The Geography of Privilege: The History of the National Mall and Its Excluded Stories

Saturday, January 6, 2018
Atrium (Marriott Wardman Park)
Katherine (Katie) Crawford-Lackey, Middle Tennessee State University
Pierre L’Enfant’s 1791 design of the capital city with its diagonal streets and public parks reflected the prerogatives of the newly established American government- namely, to restore order and security, promote accessibility of public officials, and underscore the authority and power of the newly established Federal Government. Despite its grandeur, L’Enfant’s plan went largely unrealized for well over a century, until the politicians sought to reassert the authority of the capital city in the wake of nation-building efforts. Intended to create a more unified and refined urban center, the resulting redesign of the city (known as the McMillian Plan) cleared the gardens and trees in the center of the city, displaced the once popular Centre Market, and demolished homes of local residents. The communal atmosphere of the city was gradually replaced by a row of monuments which functioned as a national “ceremonial stage” and unified the city’s most important structures - the Washington Monument, Capitol Building, and White House.

The transformation of the Mall area and the surrounding neighborhood allowed powerful members of society to rewrite the more sordid aspects of local history, including the presence of enslaved people at the market, the brothels that lined the Mall, and the unlicensed liquor houses that operated within site of the White House. Not only does current interpretation ignore the history of these underrepresented groups on the Mall, it intentionally rewrites the history of the city that glorifies the white male politicians who displaced these minority groups.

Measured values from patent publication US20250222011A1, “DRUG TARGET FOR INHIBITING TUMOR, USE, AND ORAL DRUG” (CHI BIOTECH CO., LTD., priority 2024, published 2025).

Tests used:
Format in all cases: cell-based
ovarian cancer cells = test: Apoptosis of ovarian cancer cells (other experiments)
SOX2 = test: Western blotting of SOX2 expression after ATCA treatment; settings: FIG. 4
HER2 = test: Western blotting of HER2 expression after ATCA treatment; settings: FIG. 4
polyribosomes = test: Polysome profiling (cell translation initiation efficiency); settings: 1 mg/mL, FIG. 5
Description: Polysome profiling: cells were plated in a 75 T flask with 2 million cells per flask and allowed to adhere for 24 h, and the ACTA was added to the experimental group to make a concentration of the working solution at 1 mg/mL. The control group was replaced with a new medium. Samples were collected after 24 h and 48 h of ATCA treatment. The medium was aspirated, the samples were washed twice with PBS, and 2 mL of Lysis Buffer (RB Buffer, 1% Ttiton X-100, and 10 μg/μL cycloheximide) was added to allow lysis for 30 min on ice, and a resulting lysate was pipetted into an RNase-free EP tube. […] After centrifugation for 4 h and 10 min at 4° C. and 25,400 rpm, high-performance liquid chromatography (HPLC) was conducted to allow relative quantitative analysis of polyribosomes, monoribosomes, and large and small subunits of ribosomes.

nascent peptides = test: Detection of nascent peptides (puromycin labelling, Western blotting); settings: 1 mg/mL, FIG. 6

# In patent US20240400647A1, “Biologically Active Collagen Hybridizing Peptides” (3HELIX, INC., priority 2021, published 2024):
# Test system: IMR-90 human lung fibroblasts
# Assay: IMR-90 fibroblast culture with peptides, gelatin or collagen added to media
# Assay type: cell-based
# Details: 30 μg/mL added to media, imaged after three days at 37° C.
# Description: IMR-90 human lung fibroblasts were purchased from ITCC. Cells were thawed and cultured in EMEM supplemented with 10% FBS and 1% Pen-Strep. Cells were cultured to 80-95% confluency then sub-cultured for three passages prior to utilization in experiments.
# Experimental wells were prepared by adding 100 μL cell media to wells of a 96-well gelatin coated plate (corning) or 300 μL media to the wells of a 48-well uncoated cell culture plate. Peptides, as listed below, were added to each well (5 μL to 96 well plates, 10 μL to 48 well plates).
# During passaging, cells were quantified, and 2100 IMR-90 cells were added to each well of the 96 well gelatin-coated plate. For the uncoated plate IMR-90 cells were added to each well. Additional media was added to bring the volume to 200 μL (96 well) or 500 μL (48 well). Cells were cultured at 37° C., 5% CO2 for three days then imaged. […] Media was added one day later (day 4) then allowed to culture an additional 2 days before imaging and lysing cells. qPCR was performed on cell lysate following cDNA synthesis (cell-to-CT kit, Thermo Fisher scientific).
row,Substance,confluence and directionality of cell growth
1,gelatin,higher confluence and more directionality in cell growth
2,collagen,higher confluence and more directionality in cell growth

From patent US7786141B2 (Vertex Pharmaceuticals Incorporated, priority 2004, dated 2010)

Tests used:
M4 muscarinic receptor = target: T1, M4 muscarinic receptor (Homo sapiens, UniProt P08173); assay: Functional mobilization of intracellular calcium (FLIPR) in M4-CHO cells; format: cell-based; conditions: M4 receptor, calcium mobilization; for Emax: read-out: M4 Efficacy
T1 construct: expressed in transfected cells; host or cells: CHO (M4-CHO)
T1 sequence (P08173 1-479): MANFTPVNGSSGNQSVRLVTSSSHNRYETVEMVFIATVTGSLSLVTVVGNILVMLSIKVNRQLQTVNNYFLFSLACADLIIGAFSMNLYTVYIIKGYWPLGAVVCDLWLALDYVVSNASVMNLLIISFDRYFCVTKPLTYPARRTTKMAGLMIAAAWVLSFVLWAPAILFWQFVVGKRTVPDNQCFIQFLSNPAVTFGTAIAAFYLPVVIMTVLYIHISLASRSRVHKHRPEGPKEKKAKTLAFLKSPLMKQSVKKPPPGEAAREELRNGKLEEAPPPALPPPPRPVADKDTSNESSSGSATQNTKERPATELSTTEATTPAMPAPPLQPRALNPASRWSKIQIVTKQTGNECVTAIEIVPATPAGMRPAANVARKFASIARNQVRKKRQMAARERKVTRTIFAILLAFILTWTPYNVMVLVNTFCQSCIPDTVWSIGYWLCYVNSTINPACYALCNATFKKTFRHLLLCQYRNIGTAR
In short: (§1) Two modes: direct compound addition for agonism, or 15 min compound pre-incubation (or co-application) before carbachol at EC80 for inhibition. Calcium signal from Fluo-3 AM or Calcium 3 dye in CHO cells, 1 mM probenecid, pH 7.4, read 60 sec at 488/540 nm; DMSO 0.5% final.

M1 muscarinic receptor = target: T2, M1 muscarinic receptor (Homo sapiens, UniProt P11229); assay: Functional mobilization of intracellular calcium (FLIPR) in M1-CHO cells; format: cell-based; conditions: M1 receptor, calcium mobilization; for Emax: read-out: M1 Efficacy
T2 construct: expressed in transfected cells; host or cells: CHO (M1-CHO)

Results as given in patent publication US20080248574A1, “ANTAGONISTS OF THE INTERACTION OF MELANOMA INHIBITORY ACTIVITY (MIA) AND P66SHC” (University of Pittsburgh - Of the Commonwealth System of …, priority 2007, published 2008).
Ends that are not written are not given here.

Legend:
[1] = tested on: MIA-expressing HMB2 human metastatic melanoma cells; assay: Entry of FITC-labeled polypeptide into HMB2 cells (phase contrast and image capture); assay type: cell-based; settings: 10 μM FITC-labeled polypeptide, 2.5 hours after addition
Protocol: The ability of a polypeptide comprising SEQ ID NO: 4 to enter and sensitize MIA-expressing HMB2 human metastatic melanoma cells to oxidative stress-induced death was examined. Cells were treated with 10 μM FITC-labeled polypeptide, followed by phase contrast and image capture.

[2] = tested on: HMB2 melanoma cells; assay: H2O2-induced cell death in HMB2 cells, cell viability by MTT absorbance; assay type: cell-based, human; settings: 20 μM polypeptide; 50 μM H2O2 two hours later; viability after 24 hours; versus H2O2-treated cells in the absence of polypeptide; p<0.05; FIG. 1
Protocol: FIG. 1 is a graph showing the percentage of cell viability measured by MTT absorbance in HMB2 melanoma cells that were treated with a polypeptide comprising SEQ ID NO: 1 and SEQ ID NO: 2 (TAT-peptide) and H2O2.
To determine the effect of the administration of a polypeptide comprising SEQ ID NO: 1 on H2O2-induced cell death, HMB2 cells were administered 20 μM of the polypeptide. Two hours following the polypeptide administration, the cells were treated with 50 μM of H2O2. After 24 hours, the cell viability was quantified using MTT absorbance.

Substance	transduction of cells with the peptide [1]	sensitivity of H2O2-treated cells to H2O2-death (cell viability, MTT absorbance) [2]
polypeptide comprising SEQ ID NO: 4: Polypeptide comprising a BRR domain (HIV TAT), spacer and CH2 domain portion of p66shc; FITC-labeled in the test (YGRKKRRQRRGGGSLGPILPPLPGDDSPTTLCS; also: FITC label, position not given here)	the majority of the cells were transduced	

This abstract explores the role of the National Mall in the greater public consciousness and its implications as one of the most contested and symbolic landscapes in American history. The recent inauguration and Million Women March further demonstrates the power of the National Mall as a symbol of power, dissent, and change. Relying on material culture, oral histories, city maps, census records, and existing interpretive programs, I examine how the National Mall was used as a tool to further political agendas, to refine the working-class, and to create social boundaries, and how the layout of space is indicative of larger national trends concerning the role of the Federal Government in the lives of its citizens.

See more of: Poster Session #3
See more of: AHA Sessions